Avian influenza may resurface in India: UN official
There are risks that bird flu will flare up again with a potential catastrophe for the poultry industry, warns FAO chief Jacques Diouf.health and fitness Updated: Aug 07, 2007 23:12 IST
India may have to face repeated outbreaks of bird flu and lose as much as 125 million tonnes of its food production due to climate change in the coming years, director general of the Food and Agriculture Organisation (FAO) Jacques Diouf warned on Tuesday.
All this may affect India's food security, the FAO chief said at a conference at the MS Swaminathan Foundation here.
"Given the presence and persistence of bird flu H5N1 viruses in the neighbouring countries, it is possible that India will face repeated incursions of this important threat to both animals and humans," Diouf said.
"Despite the commendable efforts by the veterinary and other public services during 2006, in terms of early warning and swift response mechanisms, there are good reasons to believe that highly pathogenic avian influenza H5N1 may again enter the country.
"There are risks that avian influenza will flare up again with a potential catastrophe for the poultry industry," he warned, saying that like in other Asian countries, the risk factor depended on issues like density of production plants, mix of domestic water fowl and terrestrial species like quail, turkey and chicken, possible contact with wild water birds and large populations of domestic ducks and geese.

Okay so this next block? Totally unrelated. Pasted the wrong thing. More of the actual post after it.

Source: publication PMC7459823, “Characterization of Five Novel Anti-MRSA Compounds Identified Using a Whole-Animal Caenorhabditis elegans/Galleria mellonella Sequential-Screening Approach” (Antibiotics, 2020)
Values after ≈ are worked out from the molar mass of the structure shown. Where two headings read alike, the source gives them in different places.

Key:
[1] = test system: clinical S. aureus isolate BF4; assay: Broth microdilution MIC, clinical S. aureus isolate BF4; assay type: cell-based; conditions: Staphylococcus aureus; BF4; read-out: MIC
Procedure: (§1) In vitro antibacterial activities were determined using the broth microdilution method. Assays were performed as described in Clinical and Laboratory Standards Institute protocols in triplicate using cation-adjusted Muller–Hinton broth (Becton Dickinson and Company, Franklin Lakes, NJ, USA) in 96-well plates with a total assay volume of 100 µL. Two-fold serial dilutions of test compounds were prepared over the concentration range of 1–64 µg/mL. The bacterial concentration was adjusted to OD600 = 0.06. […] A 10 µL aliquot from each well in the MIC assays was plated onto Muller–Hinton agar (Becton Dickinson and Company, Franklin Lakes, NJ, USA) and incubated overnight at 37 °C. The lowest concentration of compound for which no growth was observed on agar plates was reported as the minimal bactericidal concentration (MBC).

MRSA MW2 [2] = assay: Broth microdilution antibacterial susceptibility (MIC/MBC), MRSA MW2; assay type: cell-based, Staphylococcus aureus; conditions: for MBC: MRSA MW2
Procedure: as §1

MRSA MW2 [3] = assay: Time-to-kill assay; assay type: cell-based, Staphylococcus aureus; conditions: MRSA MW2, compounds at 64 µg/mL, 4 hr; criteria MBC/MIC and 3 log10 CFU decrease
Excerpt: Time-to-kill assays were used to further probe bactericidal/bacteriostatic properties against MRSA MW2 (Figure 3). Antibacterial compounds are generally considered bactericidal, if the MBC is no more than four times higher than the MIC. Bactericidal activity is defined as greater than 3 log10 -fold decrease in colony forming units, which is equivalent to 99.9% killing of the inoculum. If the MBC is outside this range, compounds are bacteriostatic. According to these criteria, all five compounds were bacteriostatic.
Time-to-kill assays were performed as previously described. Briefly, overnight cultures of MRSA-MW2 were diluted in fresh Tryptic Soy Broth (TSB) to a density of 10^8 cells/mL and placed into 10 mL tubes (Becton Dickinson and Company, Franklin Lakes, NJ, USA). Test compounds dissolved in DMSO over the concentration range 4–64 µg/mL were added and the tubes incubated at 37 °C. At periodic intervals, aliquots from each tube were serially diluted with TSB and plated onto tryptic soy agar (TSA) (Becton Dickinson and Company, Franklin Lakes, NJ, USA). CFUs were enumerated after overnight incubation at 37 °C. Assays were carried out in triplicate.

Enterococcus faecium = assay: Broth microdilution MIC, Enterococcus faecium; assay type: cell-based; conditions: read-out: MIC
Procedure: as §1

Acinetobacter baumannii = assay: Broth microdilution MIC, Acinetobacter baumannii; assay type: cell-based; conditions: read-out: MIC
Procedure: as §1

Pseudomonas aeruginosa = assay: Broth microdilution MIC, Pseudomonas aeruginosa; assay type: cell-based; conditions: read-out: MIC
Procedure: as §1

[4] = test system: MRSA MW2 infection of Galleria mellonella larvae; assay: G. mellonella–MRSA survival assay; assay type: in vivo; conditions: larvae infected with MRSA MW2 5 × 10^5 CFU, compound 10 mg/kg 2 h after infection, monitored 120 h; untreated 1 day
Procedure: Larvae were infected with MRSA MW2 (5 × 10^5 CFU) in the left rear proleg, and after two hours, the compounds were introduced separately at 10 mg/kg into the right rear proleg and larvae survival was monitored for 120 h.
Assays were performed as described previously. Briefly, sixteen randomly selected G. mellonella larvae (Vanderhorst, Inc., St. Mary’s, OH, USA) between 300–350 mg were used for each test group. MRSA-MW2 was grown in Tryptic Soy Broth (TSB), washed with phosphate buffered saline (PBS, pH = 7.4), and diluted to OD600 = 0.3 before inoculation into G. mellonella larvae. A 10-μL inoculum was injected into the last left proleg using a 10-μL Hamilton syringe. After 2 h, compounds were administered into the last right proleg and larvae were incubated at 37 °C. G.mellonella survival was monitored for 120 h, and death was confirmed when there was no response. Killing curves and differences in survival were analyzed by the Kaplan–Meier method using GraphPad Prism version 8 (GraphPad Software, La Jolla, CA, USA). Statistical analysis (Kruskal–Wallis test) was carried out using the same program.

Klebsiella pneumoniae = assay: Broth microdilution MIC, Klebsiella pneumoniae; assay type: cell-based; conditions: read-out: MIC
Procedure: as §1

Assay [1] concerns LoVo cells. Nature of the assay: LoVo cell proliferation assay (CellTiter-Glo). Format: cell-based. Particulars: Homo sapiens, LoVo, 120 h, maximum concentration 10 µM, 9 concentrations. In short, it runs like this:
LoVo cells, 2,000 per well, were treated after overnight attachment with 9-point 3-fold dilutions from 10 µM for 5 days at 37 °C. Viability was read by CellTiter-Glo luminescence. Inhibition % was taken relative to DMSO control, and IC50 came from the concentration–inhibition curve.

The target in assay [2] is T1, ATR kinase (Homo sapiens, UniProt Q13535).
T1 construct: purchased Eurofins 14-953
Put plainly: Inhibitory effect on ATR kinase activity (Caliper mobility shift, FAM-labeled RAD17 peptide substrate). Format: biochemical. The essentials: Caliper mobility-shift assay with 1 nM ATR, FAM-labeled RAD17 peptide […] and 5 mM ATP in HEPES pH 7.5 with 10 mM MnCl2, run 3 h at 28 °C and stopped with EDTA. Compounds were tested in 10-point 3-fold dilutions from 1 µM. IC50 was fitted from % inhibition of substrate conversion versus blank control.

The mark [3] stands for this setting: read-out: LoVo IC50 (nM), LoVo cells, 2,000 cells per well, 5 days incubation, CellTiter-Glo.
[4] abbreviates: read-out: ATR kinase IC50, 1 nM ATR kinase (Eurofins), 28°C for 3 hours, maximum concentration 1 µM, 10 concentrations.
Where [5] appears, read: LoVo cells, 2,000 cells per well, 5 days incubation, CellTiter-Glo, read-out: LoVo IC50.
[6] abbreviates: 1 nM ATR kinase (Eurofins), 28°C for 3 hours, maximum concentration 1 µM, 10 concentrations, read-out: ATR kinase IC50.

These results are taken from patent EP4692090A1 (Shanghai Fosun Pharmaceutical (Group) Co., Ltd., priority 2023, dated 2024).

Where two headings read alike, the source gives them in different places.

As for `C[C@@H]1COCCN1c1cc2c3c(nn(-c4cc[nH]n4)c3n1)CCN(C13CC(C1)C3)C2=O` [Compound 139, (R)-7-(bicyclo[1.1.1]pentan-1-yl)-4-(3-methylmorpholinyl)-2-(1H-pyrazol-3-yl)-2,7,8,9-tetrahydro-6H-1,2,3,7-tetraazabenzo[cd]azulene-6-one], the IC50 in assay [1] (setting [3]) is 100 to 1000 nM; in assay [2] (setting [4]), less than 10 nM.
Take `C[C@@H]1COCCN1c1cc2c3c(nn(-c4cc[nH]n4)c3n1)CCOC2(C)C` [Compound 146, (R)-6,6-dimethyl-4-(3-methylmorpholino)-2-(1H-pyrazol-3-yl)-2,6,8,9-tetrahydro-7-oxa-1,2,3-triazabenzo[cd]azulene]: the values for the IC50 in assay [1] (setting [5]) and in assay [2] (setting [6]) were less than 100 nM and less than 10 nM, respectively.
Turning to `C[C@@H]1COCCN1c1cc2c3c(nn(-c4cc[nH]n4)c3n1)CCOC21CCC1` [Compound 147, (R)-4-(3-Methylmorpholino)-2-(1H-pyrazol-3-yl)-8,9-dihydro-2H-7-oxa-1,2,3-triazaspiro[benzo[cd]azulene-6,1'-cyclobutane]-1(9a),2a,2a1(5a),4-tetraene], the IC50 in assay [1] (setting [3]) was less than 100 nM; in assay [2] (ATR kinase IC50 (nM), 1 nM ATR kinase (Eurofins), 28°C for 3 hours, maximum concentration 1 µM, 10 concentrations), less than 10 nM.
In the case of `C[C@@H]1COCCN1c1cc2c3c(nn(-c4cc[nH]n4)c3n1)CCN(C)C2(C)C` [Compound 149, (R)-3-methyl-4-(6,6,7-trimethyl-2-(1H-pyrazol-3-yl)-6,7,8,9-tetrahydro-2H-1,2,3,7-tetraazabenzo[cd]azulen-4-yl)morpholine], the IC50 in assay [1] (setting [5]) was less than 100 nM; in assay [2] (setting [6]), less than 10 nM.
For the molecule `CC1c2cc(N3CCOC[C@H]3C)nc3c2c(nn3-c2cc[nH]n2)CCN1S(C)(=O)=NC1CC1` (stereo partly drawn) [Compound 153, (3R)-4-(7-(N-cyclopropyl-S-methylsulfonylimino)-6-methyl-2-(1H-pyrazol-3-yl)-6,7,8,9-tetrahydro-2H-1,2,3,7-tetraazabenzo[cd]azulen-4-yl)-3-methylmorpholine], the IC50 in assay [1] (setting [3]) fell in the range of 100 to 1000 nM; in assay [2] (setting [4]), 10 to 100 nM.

Diouf also said: "India could lose 125 million tonnes of its rain-fed cereal production, equivalent to 18 per cent of its total cereal production" due to climate change, as worldwide "rain-fed agriculture is at risk.
"The genuinely impressive success story of India's economic growth and its emergence as a global power is also confronted with a pessimistic picture ... The National Family Health Survey alerts us that 40 per cent of the adult population in India is underweight ... 79 per cent of children between age three months and three years suffer from anaemia.
"In a country with 348 million people under 14 years of age ... India's child malnutrition problem remains a critical priority for the country," the FAO chief said.
"The challenges are daunting, 209 million people are still hungry in this country, only five million less since 1992," he noted, saying FAO's vision of a world without hunger advocates a "village-by-village" approach.
India should tackle food insecurity in a village-by-village manner, ensuring integrated farming, distribution and hunger monitoring, so that every village is hunger free by 2015, Diouf said.
MS Swaminathan, national advisor on food security and farm policy, said: "A strong political will and allocation of adequate funds is needed to make the country truly hunger free" - one of India's millennium goals.